On January 21, 1958 in Belmont, Nebraska, 19-year-old Charlie Starkweather shot and killed 14- year-old Caril Ann Fugate’s mother and stepfather, and stabbed and beat her two-year-old baby sister to death. In the eight days that followed, seven more people would die along the route of Starkweather and Fugate’s sex-fueled teenage crime spree, including two fellow teenagers—Robert Jensen and Carol King—whose murders would eventually land Charlie on death row, and Caril in a Nebraska penitentiary for life.
It looked like a 1950s version of Bonnie and Clyde: two young criminals on the run, fed up with the straight and narrow of school and small town jobs, looking to ride into the sunset in a blaze of glory. To Caril, Charlie was a James Dean stand-in, the older boy with the cool coat and a cigarette perpetually hanging from his bottom lip. To Charlie, Caril was his girl, younger than he was and pretty.
They were two kids from the wrong side of the tracks, whose love story ended in violence and bloodshed, and inspired films starring major Hollywood players, and even a song by Bruce Springsteen.
I grew up in a small town in rural Minnesota, and movies like Murder in the Heartland (starring Tim Roth and Fairuza Balk in the Starkweather and Fugate roles) and Oliver Stone’s Natural Born Killers (Woody Harrelson and Juliette Lewis in inspired-by depictions) made sure I was familiar with the case from an early age. I was fascinated in particular by Caril: fourteen, about the same age as I was at the time I learned about the murders. Caril has always maintained her innocence, stating that she was Starkweather’s hostage. That she didn’t know her family was already dead, and the only reason she participated in the crimes—holding a gun on a victim, or helping Charlie to acquire supplies—was because she was ordered to, and was terrified that if she disobeyed or tried to get away, Charlie would place a call to his gang back in Belmont and they would kill her family.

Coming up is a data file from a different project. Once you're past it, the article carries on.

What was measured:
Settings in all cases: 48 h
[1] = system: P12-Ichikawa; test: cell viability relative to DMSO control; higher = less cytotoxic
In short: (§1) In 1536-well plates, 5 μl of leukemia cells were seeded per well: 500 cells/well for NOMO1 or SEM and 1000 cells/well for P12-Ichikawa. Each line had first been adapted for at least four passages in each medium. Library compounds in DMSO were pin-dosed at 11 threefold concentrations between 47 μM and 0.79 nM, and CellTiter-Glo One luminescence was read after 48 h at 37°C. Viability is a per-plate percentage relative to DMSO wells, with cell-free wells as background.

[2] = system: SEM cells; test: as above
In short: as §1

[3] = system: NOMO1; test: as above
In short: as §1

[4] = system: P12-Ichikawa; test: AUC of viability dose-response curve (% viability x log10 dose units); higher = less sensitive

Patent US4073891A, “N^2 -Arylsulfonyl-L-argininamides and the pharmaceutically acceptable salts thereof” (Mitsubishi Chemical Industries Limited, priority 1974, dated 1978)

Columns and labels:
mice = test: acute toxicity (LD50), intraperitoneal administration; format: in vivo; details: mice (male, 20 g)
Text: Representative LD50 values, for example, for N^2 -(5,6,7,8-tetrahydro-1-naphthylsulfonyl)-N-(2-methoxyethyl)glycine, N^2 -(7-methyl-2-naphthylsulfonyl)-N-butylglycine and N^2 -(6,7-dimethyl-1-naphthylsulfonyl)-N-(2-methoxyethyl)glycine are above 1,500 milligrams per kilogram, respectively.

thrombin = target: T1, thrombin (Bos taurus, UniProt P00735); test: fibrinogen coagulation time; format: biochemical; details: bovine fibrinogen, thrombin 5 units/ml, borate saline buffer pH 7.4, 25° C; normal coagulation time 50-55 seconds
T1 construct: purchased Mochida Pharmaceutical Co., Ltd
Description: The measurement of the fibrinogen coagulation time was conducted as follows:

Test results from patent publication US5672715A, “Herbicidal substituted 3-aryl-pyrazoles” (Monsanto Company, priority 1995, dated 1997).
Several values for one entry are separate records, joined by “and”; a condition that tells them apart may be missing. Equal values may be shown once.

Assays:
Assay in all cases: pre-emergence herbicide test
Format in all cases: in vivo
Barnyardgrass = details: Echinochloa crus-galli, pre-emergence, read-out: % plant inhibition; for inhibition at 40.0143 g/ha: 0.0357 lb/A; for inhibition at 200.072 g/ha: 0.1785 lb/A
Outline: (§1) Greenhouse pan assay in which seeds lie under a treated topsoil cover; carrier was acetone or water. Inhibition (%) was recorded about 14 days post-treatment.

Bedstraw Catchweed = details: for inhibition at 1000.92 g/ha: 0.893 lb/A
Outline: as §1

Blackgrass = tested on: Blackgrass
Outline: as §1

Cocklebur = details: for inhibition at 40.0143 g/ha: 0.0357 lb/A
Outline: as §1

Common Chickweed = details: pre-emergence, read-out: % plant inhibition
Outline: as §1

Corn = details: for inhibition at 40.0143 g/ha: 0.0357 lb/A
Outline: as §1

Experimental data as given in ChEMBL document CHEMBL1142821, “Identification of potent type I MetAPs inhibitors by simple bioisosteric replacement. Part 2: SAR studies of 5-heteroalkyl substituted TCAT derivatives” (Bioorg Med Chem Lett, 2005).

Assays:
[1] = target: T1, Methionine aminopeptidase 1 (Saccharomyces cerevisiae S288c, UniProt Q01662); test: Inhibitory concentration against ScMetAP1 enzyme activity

Caril Ann Fugate was convicted as a willing accomplice, but I always wondered whether that was really the case. It seemed a hell of a thing, for a 14-year-old girl to embark on, especially when she swore she’d broken up with Charlie the week before. She said she was scared. She said that she and Charlie never done anything more than French kiss. But nobody seemed to believe her.
Historically, violent crimes committed by women have always required an explanation: how could a woman deviate so far from normal, expected feminine behavior? And the explanation boiled down to three possibilities. Was she bad, sad or mad? If she could be shown to be any of those things, then the crime began to make sense. She was not the feminine ideal, she was the woman scorned, the crazy woman, the promiscuous woman who was no good from the start. In Caril’s case, maybe she was all three.
Immediately after her arrest, newspaper reports about Caril Ann Fugate were sympathetic and even flattering, featuring quotes from neighbors who described her as “sweet and kind” and expressed disbelief that she could have played a part in any of the crimes. But as interest in the trials increased, so did public hunger for salacious details and sensational articles. The papers’ characterization of Caril changed from flattering, to depicting her as having a pouty face and angry eyes. They said she was often petulant, and headlines ran across the country with titles like, “Caril Reserved, Emotionless” or “Smiling Caril Breaks Down”, further separating her from the feminine ideals that would have garnered her sympathy. Women and girls were supposed to be emotional. They were supposed to be timid and afraid and should not smile in the face of a criminal trial.